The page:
Sramana: Let’s talk some about your supplier terms. As a fresh company just getting started in 1999, were suppliers willing to give you inventory on credit?
Roger Hardy: Initially we were pretty constrained. Often we would get half-way through the month, and we would have to take the revenue from the previous couple of days of sales to go make a payment to a supplier. We noticed at the three-month and six-month points we received better terms from suppliers. That was probably due to the growth we were seeing and due to our payment history. Customers paid up front for contacts, which would give us about 40 days of cash flow.
Sramana: What were the actual terms with suppliers?
Roger Hardy: It got to be 45 days and in some cases 60 days once we hit the six-month point of the business. The first six months were complicated. We were often at the bank daily to pay different suppliers and we were constantly juggling to make sure we were keeping up with supply. At the same time we were doing hiring. Cash management in the early days was a juggling act.
Sramana: Did the bank play an important role in cash management during those first six months?
Roger Hardy: No. We cannot credit any bank with any type of assistance. In the second year of our operation, a credit union gave us some financing. We borrowed $500,000 in sub debt financing. That is an expensive way to get financing, but it is a way to get growth without having to issue equity. Our business grew 10% every month during that time, so total growth was over 100% a year. We did not want to find an equity partner and were more comfortable getting access to capital via sub debt even though it came with a 15% interest rate.
Sramana: With that $500,000 credit line, how much were you able to accelerate the business?
Roger Hardy: That freed up some capital and allowed us to serve customers better. It allowed us to carry more inventory. Our capital expenditures were growing as well. We needed new phone systems, more shelving, and more space. That money let us grow into a more professional organization.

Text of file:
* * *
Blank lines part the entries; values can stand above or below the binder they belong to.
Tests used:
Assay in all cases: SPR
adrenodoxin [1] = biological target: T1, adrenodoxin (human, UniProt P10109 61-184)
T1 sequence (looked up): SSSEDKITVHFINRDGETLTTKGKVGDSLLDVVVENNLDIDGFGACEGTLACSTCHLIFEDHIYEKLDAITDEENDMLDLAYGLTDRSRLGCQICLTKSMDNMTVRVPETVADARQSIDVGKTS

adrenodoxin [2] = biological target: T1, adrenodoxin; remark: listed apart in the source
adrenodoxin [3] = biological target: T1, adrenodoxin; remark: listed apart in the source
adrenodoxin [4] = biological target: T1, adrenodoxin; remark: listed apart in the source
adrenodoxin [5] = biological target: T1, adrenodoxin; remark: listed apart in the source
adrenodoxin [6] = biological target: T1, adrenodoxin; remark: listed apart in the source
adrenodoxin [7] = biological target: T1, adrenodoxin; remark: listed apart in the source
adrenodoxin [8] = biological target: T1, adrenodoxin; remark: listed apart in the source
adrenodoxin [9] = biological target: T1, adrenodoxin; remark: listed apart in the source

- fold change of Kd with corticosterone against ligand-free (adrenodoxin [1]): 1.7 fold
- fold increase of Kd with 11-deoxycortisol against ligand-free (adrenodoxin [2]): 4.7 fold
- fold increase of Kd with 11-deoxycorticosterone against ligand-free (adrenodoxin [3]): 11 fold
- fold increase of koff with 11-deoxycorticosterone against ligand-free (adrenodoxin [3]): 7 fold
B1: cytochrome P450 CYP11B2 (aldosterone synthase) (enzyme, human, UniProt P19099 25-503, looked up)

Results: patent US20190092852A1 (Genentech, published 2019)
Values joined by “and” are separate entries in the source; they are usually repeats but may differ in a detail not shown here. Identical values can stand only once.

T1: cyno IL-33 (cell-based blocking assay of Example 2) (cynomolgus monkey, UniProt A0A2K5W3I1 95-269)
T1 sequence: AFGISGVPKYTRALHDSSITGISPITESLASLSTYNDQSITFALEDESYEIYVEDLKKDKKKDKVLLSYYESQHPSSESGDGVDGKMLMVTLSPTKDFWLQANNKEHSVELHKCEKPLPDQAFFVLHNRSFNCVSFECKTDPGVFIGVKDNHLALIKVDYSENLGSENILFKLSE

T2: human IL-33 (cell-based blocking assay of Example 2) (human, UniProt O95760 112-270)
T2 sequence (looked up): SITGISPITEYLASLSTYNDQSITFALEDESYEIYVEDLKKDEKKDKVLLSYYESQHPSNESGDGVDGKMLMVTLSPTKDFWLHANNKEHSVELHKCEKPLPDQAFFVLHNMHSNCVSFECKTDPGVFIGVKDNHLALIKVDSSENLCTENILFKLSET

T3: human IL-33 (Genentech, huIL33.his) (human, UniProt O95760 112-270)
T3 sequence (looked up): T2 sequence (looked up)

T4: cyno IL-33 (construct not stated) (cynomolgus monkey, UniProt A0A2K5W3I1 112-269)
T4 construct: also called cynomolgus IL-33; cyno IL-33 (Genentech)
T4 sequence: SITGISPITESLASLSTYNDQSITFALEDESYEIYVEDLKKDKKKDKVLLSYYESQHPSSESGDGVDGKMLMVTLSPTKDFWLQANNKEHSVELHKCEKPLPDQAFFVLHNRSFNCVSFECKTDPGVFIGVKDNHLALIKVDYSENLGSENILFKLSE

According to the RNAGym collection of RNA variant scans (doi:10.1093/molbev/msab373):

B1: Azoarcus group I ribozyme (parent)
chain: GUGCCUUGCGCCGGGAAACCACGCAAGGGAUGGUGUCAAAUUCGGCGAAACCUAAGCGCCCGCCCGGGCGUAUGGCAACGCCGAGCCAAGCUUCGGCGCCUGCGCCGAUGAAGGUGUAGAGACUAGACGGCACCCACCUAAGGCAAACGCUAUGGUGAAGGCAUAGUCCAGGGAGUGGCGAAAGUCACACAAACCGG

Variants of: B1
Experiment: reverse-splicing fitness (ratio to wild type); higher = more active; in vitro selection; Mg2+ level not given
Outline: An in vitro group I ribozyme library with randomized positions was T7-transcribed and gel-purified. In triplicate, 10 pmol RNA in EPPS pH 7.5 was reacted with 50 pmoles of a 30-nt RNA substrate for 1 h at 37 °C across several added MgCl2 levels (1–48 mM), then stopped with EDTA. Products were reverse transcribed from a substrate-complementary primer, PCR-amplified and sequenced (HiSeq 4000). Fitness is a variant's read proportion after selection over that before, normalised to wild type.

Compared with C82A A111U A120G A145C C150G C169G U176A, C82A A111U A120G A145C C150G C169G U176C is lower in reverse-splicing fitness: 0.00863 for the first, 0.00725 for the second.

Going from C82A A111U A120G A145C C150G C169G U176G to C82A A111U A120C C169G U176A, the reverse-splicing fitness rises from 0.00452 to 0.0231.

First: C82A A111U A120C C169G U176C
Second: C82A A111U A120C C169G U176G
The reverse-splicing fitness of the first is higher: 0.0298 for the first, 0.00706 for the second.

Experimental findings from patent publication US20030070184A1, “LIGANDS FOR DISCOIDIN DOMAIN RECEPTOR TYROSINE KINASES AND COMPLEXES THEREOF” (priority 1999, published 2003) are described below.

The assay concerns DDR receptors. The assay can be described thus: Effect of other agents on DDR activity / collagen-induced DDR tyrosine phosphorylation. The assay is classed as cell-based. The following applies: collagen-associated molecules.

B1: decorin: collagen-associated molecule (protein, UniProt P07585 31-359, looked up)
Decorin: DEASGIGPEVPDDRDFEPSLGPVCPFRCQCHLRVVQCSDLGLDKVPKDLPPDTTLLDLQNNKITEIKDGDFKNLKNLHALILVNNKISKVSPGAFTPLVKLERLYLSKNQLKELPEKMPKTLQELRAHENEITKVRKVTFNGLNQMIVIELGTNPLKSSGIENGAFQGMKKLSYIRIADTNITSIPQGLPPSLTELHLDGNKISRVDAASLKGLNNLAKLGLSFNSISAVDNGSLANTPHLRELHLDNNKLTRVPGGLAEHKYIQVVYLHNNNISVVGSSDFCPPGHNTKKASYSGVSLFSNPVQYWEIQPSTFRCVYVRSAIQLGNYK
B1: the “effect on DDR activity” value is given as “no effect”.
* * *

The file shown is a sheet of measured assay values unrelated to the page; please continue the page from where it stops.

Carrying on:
Sramana: Essentially it was $500,000 of working capital, and you did not have to account for how you spent that money.
Roger Hardy: Exactly. It was an injection that took our working capital constraints away. We had looked at a number of different types of debt products and talked with a number of banks. In the end we found it to be the most affordably source of capital.
Sramana: How did you find a bank willing to do sub debt financing?
Roger Hardy: At the time we were constantly on the hunt for money. We were looking under every stone. We were referred to them and we gave them our forecast. We were fortunate that they came on board with us and offered us subordinated debt financing.
Sramana: I am probing this point because managing the inventory/cash management hurdle is a total nightmare for entrepreneurs in the e-commerce space.
Roger Hardy: It absolutely is. It is so easy for those entrepreneurs to fall into the equity trap too early, in my opinion.
Sramana: I completely agree. I tell entrepreneurs to defer equity financing as long as possible.
Roger Hardy: You are entirely right. We were fortunate that our company was growing fast enough that every time somebody offered to put money into the company, three months later we were 30% larger and the equity proposals we received were no longer interesting. We eventually stopped looking for equity and wanted to discover what else was out there.